About the data

The ultimate goal of The Gamma project is to make data-driven articles such as the ones presented on this page fully open and reproducible. This means that they should contain all the code needed to obtain the data from the original source. The current version is not quite there yet - it focuses on letting readers reproduce all the computations that were done when building visualizations and also to create and share custom perspectives on the data.

However, you can still get the raw data in a CSV format from the project GitHub. This was obtained by combining data from The Guardian, which has a fantastic data set of medals until 2008 and adding results from 2012 by scraping data from the BBC. If you are interested, you can find the F# source code here (the file also tries to get data from olympic.org, but ironically, this is not nearly as complete as the Guardian table...).

When you run any visualization on this site, it accesses data live from a simple REST service that exposes the raw data and a more sophisticated REST service that implements the grouping operations. The services follow the protocol described here and can be also called from F# via the REST provider.

If you are interested in the project or you would like to collaborate on visualizing interesting data, drop us an email at tomas@tomasp.net, ping us on Twitter at @thegamma_net. All source code is available under Apache 2.0 license on GitHub.

All Time Olympic Medals Table

Everyone who has been following Olympic Games in London 2012 or Rio 2016 knows that the person with the largest number of medals of all time is Michael Phelps, but do you know who is the second and third? As you can see in the following table, the second person (for summer Olympic games) is Larisa Latynina who won 9 gold medals for Soviet Union between 1956 and 1964 and the third is Finnish runner Paavo Nurmi, also with 9 gold medals from 1920s.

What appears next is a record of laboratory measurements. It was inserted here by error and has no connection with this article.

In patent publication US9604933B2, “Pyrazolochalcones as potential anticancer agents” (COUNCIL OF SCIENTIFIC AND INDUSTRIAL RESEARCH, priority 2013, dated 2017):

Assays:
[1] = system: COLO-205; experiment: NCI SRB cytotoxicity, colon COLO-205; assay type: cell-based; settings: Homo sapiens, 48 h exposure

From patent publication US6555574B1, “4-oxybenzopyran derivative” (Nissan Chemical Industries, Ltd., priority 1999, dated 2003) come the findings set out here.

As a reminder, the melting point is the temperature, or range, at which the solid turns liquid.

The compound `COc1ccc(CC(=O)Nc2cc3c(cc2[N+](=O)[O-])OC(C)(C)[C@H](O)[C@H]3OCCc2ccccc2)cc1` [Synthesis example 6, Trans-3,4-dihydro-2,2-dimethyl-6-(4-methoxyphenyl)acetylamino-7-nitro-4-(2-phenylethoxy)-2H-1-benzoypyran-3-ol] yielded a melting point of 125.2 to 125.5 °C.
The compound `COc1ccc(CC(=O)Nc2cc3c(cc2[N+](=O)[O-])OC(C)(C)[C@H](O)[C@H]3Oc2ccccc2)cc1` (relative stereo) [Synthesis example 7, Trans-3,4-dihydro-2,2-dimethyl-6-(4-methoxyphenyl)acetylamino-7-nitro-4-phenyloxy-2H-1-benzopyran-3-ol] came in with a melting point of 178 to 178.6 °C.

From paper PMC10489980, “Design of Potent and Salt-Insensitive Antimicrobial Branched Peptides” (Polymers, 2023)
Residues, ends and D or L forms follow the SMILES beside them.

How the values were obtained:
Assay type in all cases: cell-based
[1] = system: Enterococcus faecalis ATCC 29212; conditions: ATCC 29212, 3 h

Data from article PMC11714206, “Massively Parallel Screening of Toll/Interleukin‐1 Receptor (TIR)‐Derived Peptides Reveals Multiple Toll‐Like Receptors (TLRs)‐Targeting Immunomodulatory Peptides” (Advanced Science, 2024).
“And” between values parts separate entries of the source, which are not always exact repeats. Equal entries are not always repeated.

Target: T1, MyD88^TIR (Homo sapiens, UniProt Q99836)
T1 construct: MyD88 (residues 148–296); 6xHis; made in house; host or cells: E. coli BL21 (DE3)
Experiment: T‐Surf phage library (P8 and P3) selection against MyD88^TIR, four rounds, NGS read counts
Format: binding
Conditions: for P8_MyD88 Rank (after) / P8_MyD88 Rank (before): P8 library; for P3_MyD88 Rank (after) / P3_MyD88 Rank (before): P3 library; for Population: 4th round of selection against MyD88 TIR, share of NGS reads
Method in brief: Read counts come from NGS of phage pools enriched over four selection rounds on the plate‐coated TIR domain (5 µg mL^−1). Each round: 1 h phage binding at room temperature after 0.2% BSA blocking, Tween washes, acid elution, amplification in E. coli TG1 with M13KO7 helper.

options source

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The table shows the most important facts, but there is a lot more information that you can get from the data if you change options of the visualization or if you change the source code that generates it. Here is a couple of simple things you can try on your own:

  • Find out where each athlete competed — To do this, click on the "options" button. This analyzes the visualization and automatically lets you change some parameters. In the "Group by athlete" table, you can add aggregated attributes for the table. Add "concatenate values of Games" and drop "concatenate values of Teams".

  • Who is the least lucky athlete — Counting gold medals is easy, but who has the largest number of bronze and silver medals? To find out, remove all items from "Sort the data" in "options" and specify your own criteria. Choose "by Bronze descending" to find the person with most bronze medals!

  • Look at medals from London 2012 only — You can find this in an alternative version of the visualization, but to do this on your own, click on "source" and change the second line from olympics.data to olympics.'by game'.'London (2012)'.data. This filters the data to only medals from London 2012. As you type olympics., the editor will let you specify other filters too. You can, for example, look at specific teams rather than specific games.